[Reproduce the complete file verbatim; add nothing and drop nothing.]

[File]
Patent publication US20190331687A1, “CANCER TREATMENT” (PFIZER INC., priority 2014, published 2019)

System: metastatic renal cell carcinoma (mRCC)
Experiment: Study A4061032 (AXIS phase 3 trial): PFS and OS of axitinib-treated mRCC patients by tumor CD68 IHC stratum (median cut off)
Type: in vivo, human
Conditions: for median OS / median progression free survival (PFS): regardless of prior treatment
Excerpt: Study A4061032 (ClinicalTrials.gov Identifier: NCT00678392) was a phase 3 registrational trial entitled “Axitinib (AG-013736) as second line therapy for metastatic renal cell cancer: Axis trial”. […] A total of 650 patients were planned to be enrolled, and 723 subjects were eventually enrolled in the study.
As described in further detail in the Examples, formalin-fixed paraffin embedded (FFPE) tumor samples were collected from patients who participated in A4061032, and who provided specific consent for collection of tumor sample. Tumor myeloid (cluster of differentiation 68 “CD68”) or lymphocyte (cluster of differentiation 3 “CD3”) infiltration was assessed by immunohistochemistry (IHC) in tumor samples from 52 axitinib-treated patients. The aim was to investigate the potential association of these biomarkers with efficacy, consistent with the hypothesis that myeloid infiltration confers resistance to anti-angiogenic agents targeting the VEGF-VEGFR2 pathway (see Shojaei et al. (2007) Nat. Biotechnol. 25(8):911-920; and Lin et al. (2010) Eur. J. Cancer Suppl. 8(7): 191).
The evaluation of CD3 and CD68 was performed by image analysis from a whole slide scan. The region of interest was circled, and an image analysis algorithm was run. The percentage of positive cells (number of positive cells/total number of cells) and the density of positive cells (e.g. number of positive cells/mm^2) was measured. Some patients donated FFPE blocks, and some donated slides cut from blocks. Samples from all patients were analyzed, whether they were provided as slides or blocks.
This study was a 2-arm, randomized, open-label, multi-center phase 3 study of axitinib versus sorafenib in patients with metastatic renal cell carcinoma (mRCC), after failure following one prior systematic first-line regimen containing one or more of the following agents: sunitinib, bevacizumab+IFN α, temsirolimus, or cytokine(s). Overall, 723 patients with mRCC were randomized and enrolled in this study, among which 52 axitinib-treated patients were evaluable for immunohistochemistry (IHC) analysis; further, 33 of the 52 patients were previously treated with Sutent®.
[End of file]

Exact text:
Patent publication US20190331687A1, “CANCER TREATMENT” (PFIZER INC., priority 2014, published 2019)

System: metastatic renal cell carcinoma (mRCC)
Experiment: Study A4061032 (AXIS phase 3 trial): PFS and OS of axitinib-treated mRCC patients by tumor CD68 IHC stratum (median cut off)
Type: in vivo, human
Conditions: for median OS / median progression free survival (PFS): regardless of prior treatment
Excerpt: Study A4061032 (ClinicalTrials.gov Identifier: NCT00678392) was a phase 3 registrational trial entitled “Axitinib (AG-013736) as second line therapy for metastatic renal cell cancer: Axis trial”. […] A total of 650 patients were planned to be enrolled, and 723 subjects were eventually enrolled in the study.
As described in further detail in the Examples, formalin-fixed paraffin embedded (FFPE) tumor samples were collected from patients who participated in A4061032, and who provided specific consent for collection of tumor sample. Tumor myeloid (cluster of differentiation 68 “CD68”) or lymphocyte (cluster of differentiation 3 “CD3”) infiltration was assessed by immunohistochemistry (IHC) in tumor samples from 52 axitinib-treated patients. The aim was to investigate the potential association of these biomarkers with efficacy, consistent with the hypothesis that myeloid infiltration confers resistance to anti-angiogenic agents targeting the VEGF-VEGFR2 pathway (see Shojaei et al. (2007) Nat. Biotechnol. 25(8):911-920; and Lin et al. (2010) Eur. J. Cancer Suppl. 8(7): 191).
The evaluation of CD3 and CD68 was performed by image analysis from a whole slide scan. The region of interest was circled, and an image analysis algorithm was run. The percentage of positive cells (number of positive cells/total number of cells) and the density of positive cells (e.g. number of positive cells/mm^2) was measured. Some patients donated FFPE blocks, and some donated slides cut from blocks. Samples from all patients were analyzed, whether they were provided as slides or blocks.
This study was a 2-arm, randomized, open-label, multi-center phase 3 study of axitinib versus sorafenib in patients with metastatic renal cell carcinoma (mRCC), after failure following one prior systematic first-line regimen containing one or more of the following agents: sunitinib, bevacizumab+IFN α, temsirolimus, or cytokine(s). Overall, 723 patients with mRCC were randomized and enrolled in this study, among which 52 axitinib-treated patients were evaluable for immunohistochemistry (IHC) analysis; further, 33 of the 52 patients were previously treated with Sutent®.